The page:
I came across this article while enjoying the morning and it reminded me of an incident in my travels way back when. It was 1973 and I was scouting out a new cannabis source for a new smuggling venture in the far east. We were headed to Nepal but took in a little sightseeing side-trip in India. The air pollution in northern India at the time was some of the worst I'd ever experienced and this article brought me right back to the following scene as I described in 90° to Zamboanga (on page 178):
Traveling back down the mountains to Patna, we caught an Indian Airline flight to New Delhi where we intended to visit Agra and the Taj Mahal.
When the plane reached its cruising altitude, I went forward to the Boeing 727’s cockpit to visit with the pilots. They welcomed me and when I told them I was a fellow pilot, albeit of a small Cessna, they laughed and let me sit in the co-pilot’s seat. We chatted amiably for twenty minutes talking about flying and air navigation. The landscape below was burnt brown but we could see little of it, as it was mostly obscured by blowing dust.
“Excuse me just a second, sir,” the pilot said in a clipped English accent, typical of the sing-song Indian lilt. His attention was drawn to his gauges. He put on his headset and radioed New Delhi tower. He frowned when he realized he had flown past the New Delhi airport and he wasn’t exactly sure where we were.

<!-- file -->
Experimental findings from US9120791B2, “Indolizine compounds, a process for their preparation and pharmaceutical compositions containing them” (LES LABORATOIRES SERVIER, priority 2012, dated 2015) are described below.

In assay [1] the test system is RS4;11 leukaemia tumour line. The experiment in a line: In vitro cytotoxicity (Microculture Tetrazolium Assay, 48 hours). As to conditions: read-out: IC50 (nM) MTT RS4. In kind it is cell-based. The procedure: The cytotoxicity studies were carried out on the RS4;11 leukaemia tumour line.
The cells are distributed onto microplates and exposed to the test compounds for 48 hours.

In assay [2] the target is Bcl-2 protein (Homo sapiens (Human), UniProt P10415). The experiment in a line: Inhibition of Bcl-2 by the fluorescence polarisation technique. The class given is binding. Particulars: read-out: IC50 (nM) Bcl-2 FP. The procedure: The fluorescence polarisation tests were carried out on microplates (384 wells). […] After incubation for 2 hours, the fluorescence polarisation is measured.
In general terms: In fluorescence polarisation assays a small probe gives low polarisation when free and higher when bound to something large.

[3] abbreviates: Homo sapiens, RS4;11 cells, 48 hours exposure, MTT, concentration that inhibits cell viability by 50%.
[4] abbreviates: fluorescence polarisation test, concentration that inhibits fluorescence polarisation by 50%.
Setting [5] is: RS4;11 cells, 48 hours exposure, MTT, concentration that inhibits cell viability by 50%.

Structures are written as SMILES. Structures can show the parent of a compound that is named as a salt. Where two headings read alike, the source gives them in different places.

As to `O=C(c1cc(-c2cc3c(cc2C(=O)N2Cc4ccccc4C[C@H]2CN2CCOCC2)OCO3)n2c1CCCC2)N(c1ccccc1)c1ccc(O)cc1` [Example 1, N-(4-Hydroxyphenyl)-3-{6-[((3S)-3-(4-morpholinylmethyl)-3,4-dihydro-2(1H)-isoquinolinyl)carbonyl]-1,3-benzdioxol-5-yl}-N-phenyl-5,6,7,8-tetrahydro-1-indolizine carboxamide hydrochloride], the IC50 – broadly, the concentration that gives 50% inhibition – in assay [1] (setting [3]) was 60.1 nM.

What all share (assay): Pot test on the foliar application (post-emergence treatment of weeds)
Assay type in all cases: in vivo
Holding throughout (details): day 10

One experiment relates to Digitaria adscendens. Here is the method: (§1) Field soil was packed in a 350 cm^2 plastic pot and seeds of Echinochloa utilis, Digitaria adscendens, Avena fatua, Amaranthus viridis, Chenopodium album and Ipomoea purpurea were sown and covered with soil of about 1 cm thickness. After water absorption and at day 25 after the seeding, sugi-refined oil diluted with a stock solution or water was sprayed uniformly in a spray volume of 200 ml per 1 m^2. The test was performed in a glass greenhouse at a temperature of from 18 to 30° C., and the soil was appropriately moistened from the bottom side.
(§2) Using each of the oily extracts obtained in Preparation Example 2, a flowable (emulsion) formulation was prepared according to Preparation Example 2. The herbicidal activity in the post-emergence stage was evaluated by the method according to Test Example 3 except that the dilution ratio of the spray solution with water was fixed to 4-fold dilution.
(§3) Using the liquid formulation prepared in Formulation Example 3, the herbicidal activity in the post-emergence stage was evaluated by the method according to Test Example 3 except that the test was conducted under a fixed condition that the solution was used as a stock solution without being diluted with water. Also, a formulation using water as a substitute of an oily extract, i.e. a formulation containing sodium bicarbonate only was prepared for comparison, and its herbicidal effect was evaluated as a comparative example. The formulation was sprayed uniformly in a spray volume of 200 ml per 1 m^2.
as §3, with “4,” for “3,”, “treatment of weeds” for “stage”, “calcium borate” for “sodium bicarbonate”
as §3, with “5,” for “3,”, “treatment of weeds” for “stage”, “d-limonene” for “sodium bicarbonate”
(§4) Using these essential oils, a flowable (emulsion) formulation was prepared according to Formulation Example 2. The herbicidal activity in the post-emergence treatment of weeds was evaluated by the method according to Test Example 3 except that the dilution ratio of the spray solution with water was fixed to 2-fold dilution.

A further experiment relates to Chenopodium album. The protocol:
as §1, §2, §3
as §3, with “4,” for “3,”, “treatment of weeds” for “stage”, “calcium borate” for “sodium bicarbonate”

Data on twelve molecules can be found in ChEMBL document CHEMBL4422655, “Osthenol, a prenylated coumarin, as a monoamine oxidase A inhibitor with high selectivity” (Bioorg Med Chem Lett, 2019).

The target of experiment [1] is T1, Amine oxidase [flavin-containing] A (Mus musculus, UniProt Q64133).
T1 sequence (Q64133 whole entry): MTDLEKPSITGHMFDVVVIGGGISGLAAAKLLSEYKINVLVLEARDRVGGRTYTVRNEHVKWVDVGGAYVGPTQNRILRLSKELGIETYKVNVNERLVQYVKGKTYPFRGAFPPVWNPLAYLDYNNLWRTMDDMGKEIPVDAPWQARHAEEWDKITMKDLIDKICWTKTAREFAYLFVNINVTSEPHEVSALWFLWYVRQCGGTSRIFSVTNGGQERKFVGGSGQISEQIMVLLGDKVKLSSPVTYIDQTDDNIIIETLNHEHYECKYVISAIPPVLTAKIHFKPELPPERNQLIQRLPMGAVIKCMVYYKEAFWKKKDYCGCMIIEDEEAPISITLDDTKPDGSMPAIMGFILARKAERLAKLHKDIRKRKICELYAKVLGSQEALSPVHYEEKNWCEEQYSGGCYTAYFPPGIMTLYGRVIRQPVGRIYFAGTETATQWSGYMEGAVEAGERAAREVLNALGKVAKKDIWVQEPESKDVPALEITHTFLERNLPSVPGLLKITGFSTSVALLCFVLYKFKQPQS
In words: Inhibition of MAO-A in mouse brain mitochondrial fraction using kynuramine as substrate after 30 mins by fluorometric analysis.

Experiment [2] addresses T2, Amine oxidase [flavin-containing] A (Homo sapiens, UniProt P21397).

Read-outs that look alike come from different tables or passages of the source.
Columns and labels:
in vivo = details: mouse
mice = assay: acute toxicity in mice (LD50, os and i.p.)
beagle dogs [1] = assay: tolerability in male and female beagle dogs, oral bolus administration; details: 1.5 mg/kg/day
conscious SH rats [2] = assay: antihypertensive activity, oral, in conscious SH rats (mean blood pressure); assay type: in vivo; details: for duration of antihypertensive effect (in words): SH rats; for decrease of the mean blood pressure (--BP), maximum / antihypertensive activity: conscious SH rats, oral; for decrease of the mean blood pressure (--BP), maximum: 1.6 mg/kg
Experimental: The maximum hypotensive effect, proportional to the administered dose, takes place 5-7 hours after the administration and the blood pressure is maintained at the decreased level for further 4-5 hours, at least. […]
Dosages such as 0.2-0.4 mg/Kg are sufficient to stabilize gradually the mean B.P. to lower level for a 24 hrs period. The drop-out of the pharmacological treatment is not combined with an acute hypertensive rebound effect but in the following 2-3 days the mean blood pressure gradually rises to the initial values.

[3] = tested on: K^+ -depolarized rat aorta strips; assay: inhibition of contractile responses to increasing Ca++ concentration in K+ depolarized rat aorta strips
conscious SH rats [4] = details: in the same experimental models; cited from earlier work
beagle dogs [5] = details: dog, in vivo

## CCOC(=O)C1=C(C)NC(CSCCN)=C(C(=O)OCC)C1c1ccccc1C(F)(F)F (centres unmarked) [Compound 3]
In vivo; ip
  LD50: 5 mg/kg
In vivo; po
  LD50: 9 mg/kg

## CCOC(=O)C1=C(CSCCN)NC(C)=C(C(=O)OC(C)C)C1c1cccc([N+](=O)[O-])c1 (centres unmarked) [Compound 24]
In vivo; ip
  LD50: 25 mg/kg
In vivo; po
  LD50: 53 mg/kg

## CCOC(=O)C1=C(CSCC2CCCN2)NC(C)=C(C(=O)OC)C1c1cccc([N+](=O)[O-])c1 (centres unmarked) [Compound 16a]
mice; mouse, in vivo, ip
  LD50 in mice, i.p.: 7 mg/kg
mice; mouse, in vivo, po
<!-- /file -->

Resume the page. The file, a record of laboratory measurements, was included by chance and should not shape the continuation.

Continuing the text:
“Please strap yourself in, nice and tight my friend,” the pilot said to me. After he flipped on the ‘Fasten Seatbelt’ switch, he executed a radical ‘bat turn’ and the plane plunged into a steep dive to get low enough for the pilot to visually inspect the terrain, to determine our position. We went from 37,000 feet to 12,000 feet within one minute. My stomach felt like it was at the back of my throat.
“Ah, got it now. Not to worry,” the pilot said when he recognized some familiar landmarks, hauling back on the control yoke and leveling the aircraft out. I thanked him and nervously returned to my seat, where Pat, along with most of the other passengers, had gone ghostly white, feeling we were about to crash.